With the latest crisis averted and the Greek people now looking forward to another grim decade or two of debt servitude, there’s only one thing to do–head to the beach for a few weeks of sun, sand, and relaxation. One might think that the prospect of higher taxes, greater unemployment, and even more household belt-tightening would cause the Greeks to forego the traditional summer vacation this year and pass the time glumly baking in their Athens apartments, saving their meager stock of Euros for the hard times ahead. But no, that does not seem to be the case. If our experience in recent days on a visit to the island of Serifos is any indication, the Greeks are heading to the beaches in droves. Not only was the Piraeus pier complex mobbed with Athenians heading off to the islands yesterday, but everyone we know here is going somewhere for the month of August, whether to a family home in the Peloponnese or to an island.
Whether this summer’s mass exodus is a sort of flight response from the constant stress of the events over the last several months or simply a routine following of tradition just like any other year, I don’t know. But either way, you have to give the Greek people for high marks for stoicism in the face of the constant crises these days. I suspect that most Greeks, like a boxer who has been pummeled for seven rounds and no longer feels the punches, have become numb to bad news.
We spent a week on the Cycladic island of Serifos, one of the least developed of the islands close to Athens and relatively unknown to non-Greek tourists. We did encounter a smattering of Italian and French visitors there, but the vast majority of the island’s tourism is Greek. Serifos’s strong suit is its pristine beaches on wide, protected bays that offer great swimming in turquoise waters. Its other major attraction is the main town Hora, which improbably tumbles down the side of the steep hillside overlooking the lovely Livadi Bay. Driving the roads that ring the small island provides spectacular views of a series of bays, many of which have fine beaches with a taverna or little beach bar. The island’s many tavernas offer the standard fare, but the fresh fish, especially the barbounia, are to die for.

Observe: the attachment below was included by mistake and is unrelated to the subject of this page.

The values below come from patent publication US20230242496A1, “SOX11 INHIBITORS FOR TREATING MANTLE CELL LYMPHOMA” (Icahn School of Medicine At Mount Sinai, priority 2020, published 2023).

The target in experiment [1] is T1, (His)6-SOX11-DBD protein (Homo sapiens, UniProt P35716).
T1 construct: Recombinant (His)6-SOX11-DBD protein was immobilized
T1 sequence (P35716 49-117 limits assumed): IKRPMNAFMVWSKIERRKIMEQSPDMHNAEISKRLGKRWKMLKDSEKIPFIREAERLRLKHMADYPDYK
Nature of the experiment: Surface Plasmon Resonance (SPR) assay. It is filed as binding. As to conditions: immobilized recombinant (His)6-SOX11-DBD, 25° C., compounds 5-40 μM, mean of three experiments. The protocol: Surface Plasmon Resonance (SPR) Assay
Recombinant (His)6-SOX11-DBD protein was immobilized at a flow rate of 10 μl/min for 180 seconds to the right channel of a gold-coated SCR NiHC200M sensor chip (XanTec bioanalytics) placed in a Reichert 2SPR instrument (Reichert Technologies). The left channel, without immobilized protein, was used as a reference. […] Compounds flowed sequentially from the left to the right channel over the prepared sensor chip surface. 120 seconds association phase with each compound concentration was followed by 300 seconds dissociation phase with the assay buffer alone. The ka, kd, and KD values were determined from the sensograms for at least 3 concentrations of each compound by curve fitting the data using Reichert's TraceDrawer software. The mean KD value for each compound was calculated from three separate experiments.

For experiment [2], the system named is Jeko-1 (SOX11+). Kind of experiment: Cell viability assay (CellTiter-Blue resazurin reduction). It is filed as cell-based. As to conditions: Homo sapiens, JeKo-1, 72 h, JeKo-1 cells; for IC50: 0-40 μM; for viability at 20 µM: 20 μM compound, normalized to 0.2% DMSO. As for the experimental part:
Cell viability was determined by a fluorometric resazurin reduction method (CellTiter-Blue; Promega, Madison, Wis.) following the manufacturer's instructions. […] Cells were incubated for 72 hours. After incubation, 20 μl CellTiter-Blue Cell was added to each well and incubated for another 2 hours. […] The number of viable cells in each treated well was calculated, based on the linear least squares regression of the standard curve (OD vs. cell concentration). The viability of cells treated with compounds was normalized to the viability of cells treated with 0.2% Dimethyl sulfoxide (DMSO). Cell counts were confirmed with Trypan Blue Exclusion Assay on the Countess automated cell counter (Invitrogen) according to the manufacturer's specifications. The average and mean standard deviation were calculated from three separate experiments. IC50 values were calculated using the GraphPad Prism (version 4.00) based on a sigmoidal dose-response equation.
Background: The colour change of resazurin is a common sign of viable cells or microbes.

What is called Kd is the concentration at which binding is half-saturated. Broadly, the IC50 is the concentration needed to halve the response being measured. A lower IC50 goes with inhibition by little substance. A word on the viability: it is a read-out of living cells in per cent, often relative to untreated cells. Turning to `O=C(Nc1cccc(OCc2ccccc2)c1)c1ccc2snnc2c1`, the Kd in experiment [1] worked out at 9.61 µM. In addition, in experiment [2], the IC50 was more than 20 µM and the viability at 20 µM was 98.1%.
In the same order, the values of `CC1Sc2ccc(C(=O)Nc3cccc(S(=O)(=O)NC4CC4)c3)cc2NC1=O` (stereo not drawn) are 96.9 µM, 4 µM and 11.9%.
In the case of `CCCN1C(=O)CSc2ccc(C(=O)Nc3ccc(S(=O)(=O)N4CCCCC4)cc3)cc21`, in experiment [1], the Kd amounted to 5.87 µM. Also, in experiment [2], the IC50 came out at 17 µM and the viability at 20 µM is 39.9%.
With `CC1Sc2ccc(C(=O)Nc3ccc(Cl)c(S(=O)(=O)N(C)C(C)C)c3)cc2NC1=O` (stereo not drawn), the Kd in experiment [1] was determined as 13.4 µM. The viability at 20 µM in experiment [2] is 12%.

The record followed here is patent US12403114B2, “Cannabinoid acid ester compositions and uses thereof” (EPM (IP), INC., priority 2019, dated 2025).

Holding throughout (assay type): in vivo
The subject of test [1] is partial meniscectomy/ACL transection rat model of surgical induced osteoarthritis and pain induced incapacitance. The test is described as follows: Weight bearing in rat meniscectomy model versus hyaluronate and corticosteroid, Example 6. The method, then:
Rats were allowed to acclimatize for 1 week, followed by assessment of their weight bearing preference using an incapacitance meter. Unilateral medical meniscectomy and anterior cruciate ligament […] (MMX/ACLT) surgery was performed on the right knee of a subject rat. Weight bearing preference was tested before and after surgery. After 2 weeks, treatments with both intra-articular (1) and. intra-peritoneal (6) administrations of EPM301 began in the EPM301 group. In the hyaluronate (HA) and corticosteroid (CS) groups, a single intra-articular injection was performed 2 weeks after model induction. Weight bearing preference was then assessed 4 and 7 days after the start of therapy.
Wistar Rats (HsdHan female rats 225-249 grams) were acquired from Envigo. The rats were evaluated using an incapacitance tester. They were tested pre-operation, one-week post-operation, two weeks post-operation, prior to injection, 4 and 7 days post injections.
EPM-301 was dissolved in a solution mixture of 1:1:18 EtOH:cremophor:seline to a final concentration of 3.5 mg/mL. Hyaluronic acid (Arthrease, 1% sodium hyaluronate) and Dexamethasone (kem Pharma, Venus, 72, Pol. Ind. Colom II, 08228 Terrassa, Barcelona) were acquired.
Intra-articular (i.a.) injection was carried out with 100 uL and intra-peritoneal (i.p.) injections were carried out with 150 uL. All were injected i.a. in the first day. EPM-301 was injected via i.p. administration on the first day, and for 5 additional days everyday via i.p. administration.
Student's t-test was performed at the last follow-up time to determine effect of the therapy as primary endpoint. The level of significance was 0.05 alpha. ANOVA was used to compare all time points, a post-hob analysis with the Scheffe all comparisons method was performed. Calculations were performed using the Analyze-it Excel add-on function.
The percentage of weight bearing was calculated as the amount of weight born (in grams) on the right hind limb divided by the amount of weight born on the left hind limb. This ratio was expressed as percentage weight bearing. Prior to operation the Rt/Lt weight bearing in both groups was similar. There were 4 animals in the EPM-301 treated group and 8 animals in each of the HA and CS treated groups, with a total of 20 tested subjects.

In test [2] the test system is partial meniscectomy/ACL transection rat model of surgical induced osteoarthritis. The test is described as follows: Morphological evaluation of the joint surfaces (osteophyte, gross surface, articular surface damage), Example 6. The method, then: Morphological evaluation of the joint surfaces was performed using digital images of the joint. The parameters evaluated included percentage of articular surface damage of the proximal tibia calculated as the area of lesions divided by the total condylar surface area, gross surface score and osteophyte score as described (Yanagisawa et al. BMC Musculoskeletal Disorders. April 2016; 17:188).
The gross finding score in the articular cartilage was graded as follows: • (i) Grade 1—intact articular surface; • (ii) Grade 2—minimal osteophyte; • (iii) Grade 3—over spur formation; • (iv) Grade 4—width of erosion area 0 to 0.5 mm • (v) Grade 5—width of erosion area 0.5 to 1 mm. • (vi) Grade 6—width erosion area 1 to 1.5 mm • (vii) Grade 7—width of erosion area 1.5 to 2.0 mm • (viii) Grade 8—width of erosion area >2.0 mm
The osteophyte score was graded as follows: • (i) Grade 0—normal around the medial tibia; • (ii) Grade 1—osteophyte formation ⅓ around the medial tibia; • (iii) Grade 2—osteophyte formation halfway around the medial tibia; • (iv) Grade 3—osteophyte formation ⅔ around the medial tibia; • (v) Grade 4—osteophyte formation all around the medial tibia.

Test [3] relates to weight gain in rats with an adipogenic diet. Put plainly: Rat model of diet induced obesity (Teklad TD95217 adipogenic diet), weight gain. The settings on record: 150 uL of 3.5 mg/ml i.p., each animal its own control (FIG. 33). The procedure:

If you are a wine lover, you may be tempted to sample the local Serifos wine. I am here to tell you–don’t do it, you will regret it. While many other Greek islands–Santorini, Crete, and Samos, among others–produce outstanding wine, Serifos produces a liquid that comes from wine grapes, but bears little resemblance to fine wine. Our first clue that the island might not be a wine-lover’s paradise came from our conversation with the owner of the pension where we stayed. He informed us that he made his own wine, from the island’s Roditis and Vilana grapes. “So, it’s a white wine,” I say, showing off my familiarity with Greek grape varietals. “No, it’s a red, actually,” he replies. This is confusing, since I have heard of the miracle of producing wine from water, but not of producing red wine from white grapes.
“If you drink it in the months that have no ‘R’ in them and you add water and ice, it’s really good,” he went on to explain. This was not encouraging, but who were we to turn down the small bottle he offered us?
It wasn’t actually a “red” wine, but nor was it white–more of a gold shading into an ominous brown. Upon opening the screw top, we were treated to an odor somewhere between turpentine and sweaty sock. The taste, not surprisingly, was no better.
We later found in restaurants that this local wine was referred to as a “rosé,” a creative use of this wine term to describe something that was neither a white nor a red. But I guess it’s hard to sell a wine that is called a “Brown.”
So don’t say you never learned anything useful from this blog–go to Serifos, enjoy the beaches and the fabulous fresh fish, but stay away from the local wine.